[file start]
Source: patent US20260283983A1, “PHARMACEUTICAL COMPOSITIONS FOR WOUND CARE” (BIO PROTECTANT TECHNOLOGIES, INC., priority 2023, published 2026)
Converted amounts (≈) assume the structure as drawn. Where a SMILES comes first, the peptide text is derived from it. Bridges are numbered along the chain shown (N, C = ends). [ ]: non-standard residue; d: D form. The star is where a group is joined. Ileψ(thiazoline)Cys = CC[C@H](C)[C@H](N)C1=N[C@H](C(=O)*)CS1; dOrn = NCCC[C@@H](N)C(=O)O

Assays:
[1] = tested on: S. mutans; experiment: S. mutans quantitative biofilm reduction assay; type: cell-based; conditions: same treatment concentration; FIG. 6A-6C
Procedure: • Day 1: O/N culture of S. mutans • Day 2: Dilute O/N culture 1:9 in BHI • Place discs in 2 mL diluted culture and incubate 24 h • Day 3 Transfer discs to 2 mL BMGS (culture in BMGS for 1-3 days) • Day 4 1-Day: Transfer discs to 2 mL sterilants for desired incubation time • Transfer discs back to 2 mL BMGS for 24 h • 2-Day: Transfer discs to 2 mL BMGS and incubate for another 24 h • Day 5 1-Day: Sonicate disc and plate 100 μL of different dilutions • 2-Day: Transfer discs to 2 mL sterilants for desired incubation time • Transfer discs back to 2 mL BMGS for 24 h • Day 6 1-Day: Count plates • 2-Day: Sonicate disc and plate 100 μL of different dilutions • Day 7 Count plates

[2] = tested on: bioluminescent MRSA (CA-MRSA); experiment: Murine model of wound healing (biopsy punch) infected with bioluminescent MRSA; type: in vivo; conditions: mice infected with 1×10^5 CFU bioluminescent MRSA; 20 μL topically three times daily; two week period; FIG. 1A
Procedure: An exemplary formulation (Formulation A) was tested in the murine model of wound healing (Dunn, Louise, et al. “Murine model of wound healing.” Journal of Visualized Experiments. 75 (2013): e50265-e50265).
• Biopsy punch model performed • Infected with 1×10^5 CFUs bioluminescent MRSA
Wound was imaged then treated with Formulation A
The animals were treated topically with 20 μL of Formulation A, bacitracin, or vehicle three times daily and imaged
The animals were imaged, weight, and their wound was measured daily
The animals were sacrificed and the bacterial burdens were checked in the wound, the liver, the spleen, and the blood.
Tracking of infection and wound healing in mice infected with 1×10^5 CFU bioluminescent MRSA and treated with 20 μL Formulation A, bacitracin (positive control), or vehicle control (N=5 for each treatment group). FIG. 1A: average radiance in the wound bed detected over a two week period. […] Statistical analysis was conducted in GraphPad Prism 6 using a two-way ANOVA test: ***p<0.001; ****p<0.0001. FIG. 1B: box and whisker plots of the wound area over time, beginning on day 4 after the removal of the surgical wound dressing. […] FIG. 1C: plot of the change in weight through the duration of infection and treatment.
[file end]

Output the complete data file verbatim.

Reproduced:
Source: patent US20260283983A1, “PHARMACEUTICAL COMPOSITIONS FOR WOUND CARE” (BIO PROTECTANT TECHNOLOGIES, INC., priority 2023, published 2026)
Converted amounts (≈) assume the structure as drawn. Where a SMILES comes first, the peptide text is derived from it. Bridges are numbered along the chain shown (N, C = ends). [ ]: non-standard residue; d: D form. The star is where a group is joined. Ileψ(thiazoline)Cys = CC[C@H](C)[C@H](N)C1=N[C@H](C(=O)*)CS1; dOrn = NCCC[C@@H](N)C(=O)O

Assays:
[1] = tested on: S. mutans; experiment: S. mutans quantitative biofilm reduction assay; type: cell-based; conditions: same treatment concentration; FIG. 6A-6C
Procedure: • Day 1: O/N culture of S. mutans • Day 2: Dilute O/N culture 1:9 in BHI • Place discs in 2 mL diluted culture and incubate 24 h • Day 3 Transfer discs to 2 mL BMGS (culture in BMGS for 1-3 days) • Day 4 1-Day: Transfer discs to 2 mL sterilants for desired incubation time • Transfer discs back to 2 mL BMGS for 24 h • 2-Day: Transfer discs to 2 mL BMGS and incubate for another 24 h • Day 5 1-Day: Sonicate disc and plate 100 μL of different dilutions • 2-Day: Transfer discs to 2 mL sterilants for desired incubation time • Transfer discs back to 2 mL BMGS for 24 h • Day 6 1-Day: Count plates • 2-Day: Sonicate disc and plate 100 μL of different dilutions • Day 7 Count plates

[2] = tested on: bioluminescent MRSA (CA-MRSA); experiment: Murine model of wound healing (biopsy punch) infected with bioluminescent MRSA; type: in vivo; conditions: mice infected with 1×10^5 CFU bioluminescent MRSA; 20 μL topically three times daily; two week period; FIG. 1A
Procedure: An exemplary formulation (Formulation A) was tested in the murine model of wound healing (Dunn, Louise, et al. “Murine model of wound healing.” Journal of Visualized Experiments. 75 (2013): e50265-e50265).
• Biopsy punch model performed • Infected with 1×10^5 CFUs bioluminescent MRSA
Wound was imaged then treated with Formulation A
The animals were treated topically with 20 μL of Formulation A, bacitracin, or vehicle three times daily and imaged
The animals were imaged, weight, and their wound was measured daily
The animals were sacrificed and the bacterial burdens were checked in the wound, the liver, the spleen, and the blood.
Tracking of infection and wound healing in mice infected with 1×10^5 CFU bioluminescent MRSA and treated with 20 μL Formulation A, bacitracin (positive control), or vehicle control (N=5 for each treatment group). FIG. 1A: average radiance in the wound bed detected over a two week period. […] Statistical analysis was conducted in GraphPad Prism 6 using a two-way ANOVA test: ***p<0.001; ****p<0.0001. FIG. 1B: box and whisker plots of the wound area over time, beginning on day 4 after the removal of the surgical wound dressing. […] FIG. 1C: plot of the change in weight through the duration of infection and treatment.